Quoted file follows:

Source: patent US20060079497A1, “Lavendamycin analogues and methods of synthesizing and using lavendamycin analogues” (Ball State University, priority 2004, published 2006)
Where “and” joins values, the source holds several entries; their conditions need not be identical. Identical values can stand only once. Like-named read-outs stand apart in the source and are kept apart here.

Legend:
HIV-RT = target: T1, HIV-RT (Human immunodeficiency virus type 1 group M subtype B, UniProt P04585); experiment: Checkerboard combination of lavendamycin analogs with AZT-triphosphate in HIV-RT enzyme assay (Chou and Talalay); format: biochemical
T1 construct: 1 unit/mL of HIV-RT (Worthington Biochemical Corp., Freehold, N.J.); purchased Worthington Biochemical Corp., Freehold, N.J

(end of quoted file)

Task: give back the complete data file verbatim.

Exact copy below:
Source: patent US20060079497A1, “Lavendamycin analogues and methods of synthesizing and using lavendamycin analogues” (Ball State University, priority 2004, published 2006)
Where “and” joins values, the source holds several entries; their conditions need not be identical. Identical values can stand only once. Like-named read-outs stand apart in the source and are kept apart here.

Legend:
HIV-RT = target: T1, HIV-RT (Human immunodeficiency virus type 1 group M subtype B, UniProt P04585); experiment: Checkerboard combination of lavendamycin analogs with AZT-triphosphate in HIV-RT enzyme assay (Chou and Talalay); format: biochemical
T1 construct: 1 unit/mL of HIV-RT (Worthington Biochemical Corp., Freehold, N.J.); purchased Worthington Biochemical Corp., Freehold, N.J